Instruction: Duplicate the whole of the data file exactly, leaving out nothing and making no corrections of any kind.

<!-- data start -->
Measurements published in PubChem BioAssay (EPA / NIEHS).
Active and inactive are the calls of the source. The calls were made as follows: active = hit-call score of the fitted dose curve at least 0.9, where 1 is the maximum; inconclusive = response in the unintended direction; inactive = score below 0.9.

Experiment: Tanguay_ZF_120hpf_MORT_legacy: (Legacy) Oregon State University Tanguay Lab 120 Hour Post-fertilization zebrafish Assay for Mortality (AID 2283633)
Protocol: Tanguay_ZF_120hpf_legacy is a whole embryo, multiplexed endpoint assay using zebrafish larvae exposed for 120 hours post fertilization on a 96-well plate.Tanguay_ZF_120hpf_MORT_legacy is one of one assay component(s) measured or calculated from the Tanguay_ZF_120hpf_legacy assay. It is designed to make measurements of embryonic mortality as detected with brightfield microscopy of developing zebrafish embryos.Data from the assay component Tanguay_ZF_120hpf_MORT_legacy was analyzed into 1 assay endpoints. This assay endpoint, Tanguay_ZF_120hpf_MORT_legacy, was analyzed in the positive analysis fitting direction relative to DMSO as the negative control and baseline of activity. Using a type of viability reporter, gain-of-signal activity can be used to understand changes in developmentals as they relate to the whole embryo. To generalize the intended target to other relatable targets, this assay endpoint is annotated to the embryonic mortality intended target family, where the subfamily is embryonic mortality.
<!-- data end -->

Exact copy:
Measurements published in PubChem BioAssay (EPA / NIEHS).
Active and inactive are the calls of the source. The calls were made as follows: active = hit-call score of the fitted dose curve at least 0.9, where 1 is the maximum; inconclusive = response in the unintended direction; inactive = score below 0.9.

Experiment: Tanguay_ZF_120hpf_MORT_legacy: (Legacy) Oregon State University Tanguay Lab 120 Hour Post-fertilization zebrafish Assay for Mortality (AID 2283633)
Protocol: Tanguay_ZF_120hpf_legacy is a whole embryo, multiplexed endpoint assay using zebrafish larvae exposed for 120 hours post fertilization on a 96-well plate.Tanguay_ZF_120hpf_MORT_legacy is one of one assay component(s) measured or calculated from the Tanguay_ZF_120hpf_legacy assay. It is designed to make measurements of embryonic mortality as detected with brightfield microscopy of developing zebrafish embryos.Data from the assay component Tanguay_ZF_120hpf_MORT_legacy was analyzed into 1 assay endpoints. This assay endpoint, Tanguay_ZF_120hpf_MORT_legacy, was analyzed in the positive analysis fitting direction relative to DMSO as the negative control and baseline of activity. Using a type of viability reporter, gain-of-signal activity can be used to understand changes in developmentals as they relate to the whole embryo. To generalize the intended target to other relatable targets, this assay endpoint is annotated to the embryonic mortality intended target family, where the subfamily is embryonic mortality.